The inn’s renaissance began in the mid-1950s, when Texas businessman Charles Sammons renovated and expanded it. By the late 1980s, the property tallied 510 guest rooms spread over 140 acres. The sprawling inn is now home to six restaurants and cafes, a 44,000-square-foot spa, indoor and outdoor pools, a sports complex, gift shops, bars and lounges, an 18-hole golf course, and much, much more. 

The Omni Grove Park Inn in Asheville, North Carolina.
The Omni Grove Park Inn’s westerly-facing terrace, tailor-made for perfect sunsets.

As we ventured onto the property, our cares disappeared just as quickly as our car was whisked away by the friendly valets. We checked into our comfortable room in the Sammons wing, with incredible views of the Asheville skyline and crepuscular-rayed Blue Ridge Mountains beyond. The subsequent 24 hours were nothing short of miraculous.

The inn’s west-facing orientation on Sunset Mountain affords amazing views of the melting sun, a perfect setting for adult beverages on the terrace, and gazing longingly into your partner’s eyes. We continued our twilight merrymaking, retreating to one of the inn’s eateries — the Blue Ridge — and consumed so much delicious sustenance that I literally groaned as I slid myself away from the table. We stumbled down the long corridor and into the elevator, and descended into the dueling piano bar, which was way more fun than either of us thought possible. I can get used to this kinda thing. Being middle-aged and allergic to the dark, however, it was well past our bedtime, so we retired to our chamber to sleep comfortably and rest up for our raucous tea party the next day. Besides, smelling nice don’t come easy. Or quickly.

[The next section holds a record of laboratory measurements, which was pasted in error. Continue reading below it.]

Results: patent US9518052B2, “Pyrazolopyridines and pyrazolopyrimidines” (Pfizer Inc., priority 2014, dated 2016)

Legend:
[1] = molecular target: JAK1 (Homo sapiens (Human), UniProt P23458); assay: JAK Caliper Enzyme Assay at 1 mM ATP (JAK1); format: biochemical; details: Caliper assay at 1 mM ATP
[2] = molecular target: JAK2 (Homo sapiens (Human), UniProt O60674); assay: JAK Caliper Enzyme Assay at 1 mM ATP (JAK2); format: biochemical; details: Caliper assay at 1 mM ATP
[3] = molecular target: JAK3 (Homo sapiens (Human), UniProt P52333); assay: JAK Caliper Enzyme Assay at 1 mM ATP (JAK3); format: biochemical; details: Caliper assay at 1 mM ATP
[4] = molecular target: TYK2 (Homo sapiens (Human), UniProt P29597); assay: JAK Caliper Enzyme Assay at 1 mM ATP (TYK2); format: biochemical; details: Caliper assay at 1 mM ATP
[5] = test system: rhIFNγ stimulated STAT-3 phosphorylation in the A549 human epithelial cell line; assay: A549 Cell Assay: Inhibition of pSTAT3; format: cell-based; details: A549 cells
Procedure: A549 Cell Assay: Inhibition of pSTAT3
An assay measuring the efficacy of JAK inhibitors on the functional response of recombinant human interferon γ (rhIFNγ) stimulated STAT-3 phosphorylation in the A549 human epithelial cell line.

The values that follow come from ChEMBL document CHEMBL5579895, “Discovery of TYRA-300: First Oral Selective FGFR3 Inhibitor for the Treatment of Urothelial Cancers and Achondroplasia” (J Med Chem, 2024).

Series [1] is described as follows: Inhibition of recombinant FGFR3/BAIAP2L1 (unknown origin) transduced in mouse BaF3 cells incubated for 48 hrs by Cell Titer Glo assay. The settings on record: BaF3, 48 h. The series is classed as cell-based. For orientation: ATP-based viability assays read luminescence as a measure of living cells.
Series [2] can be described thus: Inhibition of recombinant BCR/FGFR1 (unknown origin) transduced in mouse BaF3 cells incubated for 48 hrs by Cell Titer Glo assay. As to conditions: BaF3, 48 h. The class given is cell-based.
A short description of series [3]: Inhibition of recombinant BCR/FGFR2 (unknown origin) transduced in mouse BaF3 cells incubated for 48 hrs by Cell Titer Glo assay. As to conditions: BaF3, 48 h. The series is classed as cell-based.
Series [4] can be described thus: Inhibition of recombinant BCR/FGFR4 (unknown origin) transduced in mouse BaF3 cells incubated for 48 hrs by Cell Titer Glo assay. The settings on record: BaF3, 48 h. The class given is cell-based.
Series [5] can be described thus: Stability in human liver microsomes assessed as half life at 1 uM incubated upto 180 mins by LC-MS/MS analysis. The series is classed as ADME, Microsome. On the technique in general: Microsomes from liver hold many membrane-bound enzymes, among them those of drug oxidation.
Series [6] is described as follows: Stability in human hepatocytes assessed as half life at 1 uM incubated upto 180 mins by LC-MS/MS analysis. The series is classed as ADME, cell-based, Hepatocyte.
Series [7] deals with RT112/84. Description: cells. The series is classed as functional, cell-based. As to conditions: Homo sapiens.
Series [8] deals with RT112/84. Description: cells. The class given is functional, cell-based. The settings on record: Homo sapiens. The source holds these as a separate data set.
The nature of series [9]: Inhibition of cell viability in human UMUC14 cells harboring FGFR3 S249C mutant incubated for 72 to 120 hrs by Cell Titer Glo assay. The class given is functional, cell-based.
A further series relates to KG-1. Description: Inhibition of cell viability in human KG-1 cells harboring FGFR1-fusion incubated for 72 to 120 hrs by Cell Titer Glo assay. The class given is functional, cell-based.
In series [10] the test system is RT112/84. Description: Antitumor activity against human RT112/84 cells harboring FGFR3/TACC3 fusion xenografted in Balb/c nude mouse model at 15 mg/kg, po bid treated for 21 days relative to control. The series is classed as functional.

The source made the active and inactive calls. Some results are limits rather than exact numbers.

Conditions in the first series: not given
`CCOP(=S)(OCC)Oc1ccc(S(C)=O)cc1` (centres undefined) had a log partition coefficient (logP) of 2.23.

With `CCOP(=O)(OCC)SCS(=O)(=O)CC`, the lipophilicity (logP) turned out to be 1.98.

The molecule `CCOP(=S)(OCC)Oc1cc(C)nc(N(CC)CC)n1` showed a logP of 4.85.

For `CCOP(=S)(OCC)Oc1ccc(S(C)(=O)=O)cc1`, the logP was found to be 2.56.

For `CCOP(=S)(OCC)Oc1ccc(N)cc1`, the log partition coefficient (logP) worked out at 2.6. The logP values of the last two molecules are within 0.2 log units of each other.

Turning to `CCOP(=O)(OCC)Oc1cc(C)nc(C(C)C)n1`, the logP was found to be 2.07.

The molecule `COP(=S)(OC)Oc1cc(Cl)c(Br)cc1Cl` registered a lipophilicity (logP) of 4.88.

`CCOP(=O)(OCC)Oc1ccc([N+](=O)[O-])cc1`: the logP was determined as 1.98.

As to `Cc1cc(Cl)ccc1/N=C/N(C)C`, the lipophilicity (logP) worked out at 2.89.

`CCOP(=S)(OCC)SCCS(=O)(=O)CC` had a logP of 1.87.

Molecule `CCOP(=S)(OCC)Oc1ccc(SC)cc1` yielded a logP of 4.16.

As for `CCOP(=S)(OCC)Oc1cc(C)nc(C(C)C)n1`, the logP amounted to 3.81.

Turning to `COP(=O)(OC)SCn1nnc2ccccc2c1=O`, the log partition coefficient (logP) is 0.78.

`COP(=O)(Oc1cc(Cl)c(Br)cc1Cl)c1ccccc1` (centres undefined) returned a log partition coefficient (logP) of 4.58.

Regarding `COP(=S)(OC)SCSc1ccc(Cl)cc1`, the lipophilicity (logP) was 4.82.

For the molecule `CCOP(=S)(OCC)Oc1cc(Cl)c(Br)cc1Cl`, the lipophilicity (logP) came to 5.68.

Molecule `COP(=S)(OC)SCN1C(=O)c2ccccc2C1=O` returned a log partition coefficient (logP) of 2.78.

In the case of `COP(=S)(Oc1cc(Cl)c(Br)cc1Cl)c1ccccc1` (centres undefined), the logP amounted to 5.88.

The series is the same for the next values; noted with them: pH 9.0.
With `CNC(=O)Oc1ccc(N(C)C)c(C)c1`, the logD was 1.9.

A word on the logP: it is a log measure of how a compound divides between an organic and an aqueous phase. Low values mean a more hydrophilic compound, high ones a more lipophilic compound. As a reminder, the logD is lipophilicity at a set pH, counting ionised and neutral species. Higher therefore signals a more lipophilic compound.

The Omni Grove Park Inn in Asheville, North Carolina.
Nick’s wife, Tiffany, thoroughly enjoying every minute of our stay at the Omni Grove Park Inn.

The day of reckoning had finally arrived. I took a deep breath as we boarded the shuttle, and bounced along the property road down to the Country Club. I mustered up the courage, and we entered the opulent hall. We waltzed in, freshly showered and ready to do battle, accompanied by live violin music (“Baby Got Back” just hits different when played by a 16th-century stringed instrument). We took our seats in front of a large shelf of hors d’ouevres, which contained diminutive macaroons, quiche tarts, tea sandwiches (you know, with the crusts cut off), scones, mini-croissants, and other bite-sized marvelous morsels. It’s a good thing I cleaned up for this, because gorging yourself on tiny treats is an exhausting endeavor. Signaling surrender, I raise my pinkie into the air, and sip a fine cup of Earl Grey, all the while, every chromosome in my body screams for war movies, violent sporting events, and a trip to my local hardware store. 

When the dust settled, I had survived a high tea, at the incredible Omni Grove Park Inn no less. We had gorged ourselves on delicious foods, toured opulent grounds, witnessed a life-changing sunset (and a freak northern lights show after dark), slept among the ghosts of presidents, and had everything put in perspective. All said and done, the Omni Grove Park Inn is definitely somewhere I’d like to stay if there were ever a nuclear war. Because if doomsday ever comes, I want to be well rested, well fed, and properly bathed.  

For more information about a dream getaway — and high tea — at the Omni Grove Park Inn, visit omnihotels.com/hotels/asheville-grove-park. Feedback about this article? Contact us and let us know!